When it comes to literary mysteries, the death of Benjamin Franklin’s library is not exactly a whodunit.
Scholars already know the collection was killed by his grandson, William Temple Franklin, who inherited most of the books and sold them for cash.
The real crime, historians say, is that there’s no surviving inventory of the 4,276 volumes — a list that could provide valuable insight into Franklin’s life.
That will change in coming months when the Library Co. of Philadelphia publishes a catalog of titles comprising nearly half of Franklin’s lost collection. The volumes range from books on science and medicine to manuals on the mechanics of printing and the making of apple cider, not to mention classics such as “Don Quixote” and “The Odyssey.”
It will be the most complete list ever published, helping to solve a puzzle that dates back more than 200 years.
“Next to his own writings, this is the most important source of information about him,” says librarian James Green. “There are discoveries to be made here.”
Franklin’s collection was one of the largest private libraries in America at the time and took up the entire second floor of an addition he built on his Philadelphia home, Mr. Green says. When Franklin died in 1790, the books were scattered among a number of institutions and relatives. Most were bequeathed to Temple Franklin.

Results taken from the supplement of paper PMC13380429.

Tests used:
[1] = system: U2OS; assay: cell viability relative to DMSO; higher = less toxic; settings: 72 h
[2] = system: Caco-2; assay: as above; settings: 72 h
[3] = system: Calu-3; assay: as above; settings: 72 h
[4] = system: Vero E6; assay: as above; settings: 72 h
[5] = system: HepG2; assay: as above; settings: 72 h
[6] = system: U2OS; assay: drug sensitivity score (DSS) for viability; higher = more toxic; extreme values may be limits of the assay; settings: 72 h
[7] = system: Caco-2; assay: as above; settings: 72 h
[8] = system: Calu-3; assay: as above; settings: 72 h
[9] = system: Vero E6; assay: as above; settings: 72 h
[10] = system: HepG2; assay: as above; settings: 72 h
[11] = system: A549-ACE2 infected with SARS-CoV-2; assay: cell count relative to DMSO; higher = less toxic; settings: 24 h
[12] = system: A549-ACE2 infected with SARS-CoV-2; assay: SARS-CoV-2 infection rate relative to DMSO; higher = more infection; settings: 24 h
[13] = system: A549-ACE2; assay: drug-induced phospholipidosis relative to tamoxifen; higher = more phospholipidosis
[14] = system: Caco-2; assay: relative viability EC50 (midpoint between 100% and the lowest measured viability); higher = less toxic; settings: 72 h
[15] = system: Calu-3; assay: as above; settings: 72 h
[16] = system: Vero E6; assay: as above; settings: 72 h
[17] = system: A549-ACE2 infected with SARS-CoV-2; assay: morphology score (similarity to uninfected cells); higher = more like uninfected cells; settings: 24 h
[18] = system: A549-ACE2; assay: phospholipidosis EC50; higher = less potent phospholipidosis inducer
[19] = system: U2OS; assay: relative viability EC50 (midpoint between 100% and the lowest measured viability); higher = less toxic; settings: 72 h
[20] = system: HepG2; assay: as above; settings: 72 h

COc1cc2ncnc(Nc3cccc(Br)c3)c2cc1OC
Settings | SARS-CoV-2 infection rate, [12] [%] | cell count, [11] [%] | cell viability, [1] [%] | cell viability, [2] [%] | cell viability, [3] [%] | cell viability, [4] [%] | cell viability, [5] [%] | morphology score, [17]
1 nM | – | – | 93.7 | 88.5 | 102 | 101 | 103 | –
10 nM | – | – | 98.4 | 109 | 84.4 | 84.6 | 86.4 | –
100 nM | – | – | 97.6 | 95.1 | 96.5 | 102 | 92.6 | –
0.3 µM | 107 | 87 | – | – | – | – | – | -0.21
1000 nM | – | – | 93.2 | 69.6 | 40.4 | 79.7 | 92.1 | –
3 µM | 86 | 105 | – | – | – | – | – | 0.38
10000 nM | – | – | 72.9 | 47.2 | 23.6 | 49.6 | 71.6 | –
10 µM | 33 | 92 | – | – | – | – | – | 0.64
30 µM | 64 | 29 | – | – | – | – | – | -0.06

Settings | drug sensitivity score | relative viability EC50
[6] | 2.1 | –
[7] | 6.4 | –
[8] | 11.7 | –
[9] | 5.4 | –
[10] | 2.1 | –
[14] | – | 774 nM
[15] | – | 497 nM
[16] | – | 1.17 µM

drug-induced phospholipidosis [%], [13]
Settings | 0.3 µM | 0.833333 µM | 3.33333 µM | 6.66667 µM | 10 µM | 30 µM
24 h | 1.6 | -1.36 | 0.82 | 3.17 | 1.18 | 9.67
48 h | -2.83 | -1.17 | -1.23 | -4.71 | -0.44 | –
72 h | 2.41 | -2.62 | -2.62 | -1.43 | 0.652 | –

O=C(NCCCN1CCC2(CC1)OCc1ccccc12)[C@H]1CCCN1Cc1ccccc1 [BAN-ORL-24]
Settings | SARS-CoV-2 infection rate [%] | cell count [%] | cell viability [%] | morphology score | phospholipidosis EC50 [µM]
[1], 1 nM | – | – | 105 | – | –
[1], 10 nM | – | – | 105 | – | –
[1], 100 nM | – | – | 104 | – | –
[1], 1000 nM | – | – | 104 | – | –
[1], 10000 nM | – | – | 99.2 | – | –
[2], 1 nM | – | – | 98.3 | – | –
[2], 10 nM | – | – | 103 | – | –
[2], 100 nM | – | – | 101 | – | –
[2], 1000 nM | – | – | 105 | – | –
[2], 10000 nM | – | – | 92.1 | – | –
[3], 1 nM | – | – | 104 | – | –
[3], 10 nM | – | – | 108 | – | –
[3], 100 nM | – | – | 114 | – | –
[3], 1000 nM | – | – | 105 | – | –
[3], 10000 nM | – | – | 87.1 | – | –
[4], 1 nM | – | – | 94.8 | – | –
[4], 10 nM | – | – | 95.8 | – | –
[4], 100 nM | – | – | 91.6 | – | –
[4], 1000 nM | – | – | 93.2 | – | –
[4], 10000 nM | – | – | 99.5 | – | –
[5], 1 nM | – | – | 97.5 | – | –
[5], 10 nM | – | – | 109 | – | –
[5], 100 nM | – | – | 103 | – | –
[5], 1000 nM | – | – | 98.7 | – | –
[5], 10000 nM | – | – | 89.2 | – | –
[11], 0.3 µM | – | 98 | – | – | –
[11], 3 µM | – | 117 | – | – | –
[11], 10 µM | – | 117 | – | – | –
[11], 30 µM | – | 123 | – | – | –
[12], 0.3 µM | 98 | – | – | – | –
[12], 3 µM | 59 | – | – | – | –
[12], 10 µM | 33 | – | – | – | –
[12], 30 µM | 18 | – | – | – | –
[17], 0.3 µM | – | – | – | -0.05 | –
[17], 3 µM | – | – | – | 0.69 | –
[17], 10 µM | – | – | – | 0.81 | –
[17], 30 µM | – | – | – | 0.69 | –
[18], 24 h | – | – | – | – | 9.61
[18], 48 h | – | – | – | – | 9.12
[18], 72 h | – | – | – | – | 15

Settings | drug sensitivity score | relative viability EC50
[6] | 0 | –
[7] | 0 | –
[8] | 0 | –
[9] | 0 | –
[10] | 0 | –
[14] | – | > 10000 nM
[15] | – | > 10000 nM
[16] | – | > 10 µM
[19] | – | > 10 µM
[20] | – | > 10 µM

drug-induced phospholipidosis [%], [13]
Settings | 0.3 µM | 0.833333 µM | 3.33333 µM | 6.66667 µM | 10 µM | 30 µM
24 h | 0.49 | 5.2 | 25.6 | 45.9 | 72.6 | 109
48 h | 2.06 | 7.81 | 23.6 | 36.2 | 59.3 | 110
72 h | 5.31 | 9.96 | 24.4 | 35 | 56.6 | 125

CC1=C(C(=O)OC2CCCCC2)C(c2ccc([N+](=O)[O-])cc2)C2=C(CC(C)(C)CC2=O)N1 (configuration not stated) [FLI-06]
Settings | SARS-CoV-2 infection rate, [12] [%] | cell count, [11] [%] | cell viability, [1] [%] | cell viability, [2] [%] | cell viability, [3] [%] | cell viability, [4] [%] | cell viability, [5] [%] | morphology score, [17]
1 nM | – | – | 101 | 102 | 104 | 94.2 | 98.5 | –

The grandson, though, had no interest in the library and “looked on it as an asset to exploit,” Mr. Green says. By 1794, Temple Franklin had sold his volumes to a man who ended up going bankrupt four years later.
The books then ended up in the hands of bookseller Nicholas Dufief, who sold them off between 1801 and 1803 to buyers including then-President Thomas Jefferson. A deal fell through for the Library of Congress to acquire the remainder of the collection. Dufief had published catalogs of the titles, but those lists were lost as well.
Yet one important part of Franklin’s collection did survive: The “shelf mark.”
The penciled notation inside his books consisted of the letter C followed by numbers and then N followed by more numbers. It was noticed first around 1935 by members of the American Philosophical Society, a Philadelphia-based group founded by Franklin that had bought some of his volumes from Dufief.
But was the shelf mark made by Dufief or Franklin?
Enter Edwin Wolf, a librarian at the Library Co. The organization, started by Franklin and other bibliophiles in 1731, is an independent research institution documenting American history through the 19th century.
Years of research culminated in 1956 when Mr. Wolf discovered the shelf mark in volumes Franklin bequeathed directly to the library and the Philosophical Society — books that had not been handled by Dufief. The marks weren’t always easy to find; some were hidden under bookplates placed by subsequent owners, and some had been papered over when the volumes had been rebound.View Entire Story
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